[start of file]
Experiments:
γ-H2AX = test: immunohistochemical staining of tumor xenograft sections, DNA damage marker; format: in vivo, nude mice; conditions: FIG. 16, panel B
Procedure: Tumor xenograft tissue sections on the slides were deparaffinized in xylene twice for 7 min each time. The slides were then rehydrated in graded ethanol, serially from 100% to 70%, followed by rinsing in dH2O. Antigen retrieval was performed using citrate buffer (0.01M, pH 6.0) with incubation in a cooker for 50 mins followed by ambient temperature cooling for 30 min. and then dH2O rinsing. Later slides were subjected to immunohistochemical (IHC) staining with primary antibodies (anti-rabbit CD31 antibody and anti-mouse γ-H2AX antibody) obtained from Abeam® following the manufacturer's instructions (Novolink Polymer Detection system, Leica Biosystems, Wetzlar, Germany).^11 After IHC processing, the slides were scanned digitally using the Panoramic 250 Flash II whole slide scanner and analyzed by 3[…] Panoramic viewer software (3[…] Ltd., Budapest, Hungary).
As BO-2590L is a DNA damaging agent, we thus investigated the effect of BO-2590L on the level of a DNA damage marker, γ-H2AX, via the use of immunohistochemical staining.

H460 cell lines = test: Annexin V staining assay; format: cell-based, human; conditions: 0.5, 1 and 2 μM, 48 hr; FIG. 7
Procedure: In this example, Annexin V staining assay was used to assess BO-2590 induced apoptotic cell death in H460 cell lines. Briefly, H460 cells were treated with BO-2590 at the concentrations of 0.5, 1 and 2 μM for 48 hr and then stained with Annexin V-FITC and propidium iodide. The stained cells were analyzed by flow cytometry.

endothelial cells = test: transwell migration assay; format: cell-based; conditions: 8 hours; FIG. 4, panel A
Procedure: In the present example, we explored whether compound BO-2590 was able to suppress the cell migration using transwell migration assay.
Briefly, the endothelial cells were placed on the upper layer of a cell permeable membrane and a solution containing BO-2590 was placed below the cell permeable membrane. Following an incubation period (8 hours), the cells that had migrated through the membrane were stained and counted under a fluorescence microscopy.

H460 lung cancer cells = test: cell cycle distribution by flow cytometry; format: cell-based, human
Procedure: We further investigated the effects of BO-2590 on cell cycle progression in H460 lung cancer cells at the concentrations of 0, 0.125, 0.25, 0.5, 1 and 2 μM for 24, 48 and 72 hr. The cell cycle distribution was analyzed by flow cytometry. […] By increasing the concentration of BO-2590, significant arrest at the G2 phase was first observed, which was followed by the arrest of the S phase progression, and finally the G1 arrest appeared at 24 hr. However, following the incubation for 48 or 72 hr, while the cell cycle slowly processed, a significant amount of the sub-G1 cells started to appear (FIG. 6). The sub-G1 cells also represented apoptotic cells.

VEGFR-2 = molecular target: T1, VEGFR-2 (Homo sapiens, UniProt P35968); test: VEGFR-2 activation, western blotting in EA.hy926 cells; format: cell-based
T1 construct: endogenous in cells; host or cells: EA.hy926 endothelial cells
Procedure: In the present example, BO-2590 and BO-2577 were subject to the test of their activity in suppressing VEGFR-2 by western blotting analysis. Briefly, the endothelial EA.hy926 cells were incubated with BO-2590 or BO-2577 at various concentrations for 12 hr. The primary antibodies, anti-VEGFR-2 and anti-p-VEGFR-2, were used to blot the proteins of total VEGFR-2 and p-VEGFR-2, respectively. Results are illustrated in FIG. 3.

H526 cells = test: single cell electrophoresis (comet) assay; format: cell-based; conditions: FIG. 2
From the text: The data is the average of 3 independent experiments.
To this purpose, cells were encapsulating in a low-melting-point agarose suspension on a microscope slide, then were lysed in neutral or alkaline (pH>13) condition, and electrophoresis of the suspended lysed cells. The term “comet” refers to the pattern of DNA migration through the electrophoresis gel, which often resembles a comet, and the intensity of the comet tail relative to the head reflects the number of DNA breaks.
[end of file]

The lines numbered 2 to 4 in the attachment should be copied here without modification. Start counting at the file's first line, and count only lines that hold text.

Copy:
γ-H2AX = test: immunohistochemical staining of tumor xenograft sections, DNA damage marker; format: in vivo, nude mice; conditions: FIG. 16, panel B
Procedure: Tumor xenograft tissue sections on the slides were deparaffinized in xylene twice for 7 min each time. The slides were then rehydrated in graded ethanol, serially from 100% to 70%, followed by rinsing in dH2O. Antigen retrieval was performed using citrate buffer (0.01M, pH 6.0) with incubation in a cooker for 50 mins followed by ambient temperature cooling for 30 min. and then dH2O rinsing. Later slides were subjected to immunohistochemical (IHC) staining with primary antibodies (anti-rabbit CD31 antibody and anti-mouse γ-H2AX antibody) obtained from Abeam® following the manufacturer's instructions (Novolink Polymer Detection system, Leica Biosystems, Wetzlar, Germany).^11 After IHC processing, the slides were scanned digitally using the Panoramic 250 Flash II whole slide scanner and analyzed by 3[…] Panoramic viewer software (3[…] Ltd., Budapest, Hungary).
As BO-2590L is a DNA damaging agent, we thus investigated the effect of BO-2590L on the level of a DNA damage marker, γ-H2AX, via the use of immunohistochemical staining.